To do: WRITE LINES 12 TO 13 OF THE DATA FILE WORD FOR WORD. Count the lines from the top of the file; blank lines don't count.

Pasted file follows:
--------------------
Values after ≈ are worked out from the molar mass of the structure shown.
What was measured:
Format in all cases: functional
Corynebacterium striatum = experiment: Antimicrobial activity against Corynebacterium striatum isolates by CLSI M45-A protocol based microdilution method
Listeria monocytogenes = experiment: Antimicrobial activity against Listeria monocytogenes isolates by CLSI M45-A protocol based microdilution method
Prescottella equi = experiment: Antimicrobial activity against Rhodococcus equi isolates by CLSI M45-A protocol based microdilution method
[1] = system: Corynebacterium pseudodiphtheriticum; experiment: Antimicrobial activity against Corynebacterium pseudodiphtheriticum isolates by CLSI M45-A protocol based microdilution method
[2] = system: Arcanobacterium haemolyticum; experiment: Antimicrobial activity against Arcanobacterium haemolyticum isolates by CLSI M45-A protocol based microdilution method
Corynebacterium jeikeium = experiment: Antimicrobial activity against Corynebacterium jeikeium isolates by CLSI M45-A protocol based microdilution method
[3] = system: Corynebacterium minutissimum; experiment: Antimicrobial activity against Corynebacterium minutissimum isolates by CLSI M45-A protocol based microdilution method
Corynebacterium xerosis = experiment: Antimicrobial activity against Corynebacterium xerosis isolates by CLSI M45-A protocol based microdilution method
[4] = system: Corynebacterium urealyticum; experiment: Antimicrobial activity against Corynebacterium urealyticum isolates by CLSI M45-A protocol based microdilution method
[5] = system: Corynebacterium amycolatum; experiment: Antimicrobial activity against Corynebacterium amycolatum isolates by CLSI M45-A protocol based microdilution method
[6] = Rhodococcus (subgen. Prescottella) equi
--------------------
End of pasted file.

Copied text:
[4] = system: Corynebacterium urealyticum; experiment: Antimicrobial activity against Corynebacterium urealyticum isolates by CLSI M45-A protocol based microdilution method
[5] = system: Corynebacterium amycolatum; experiment: Antimicrobial activity against Corynebacterium amycolatum isolates by CLSI M45-A protocol based microdilution method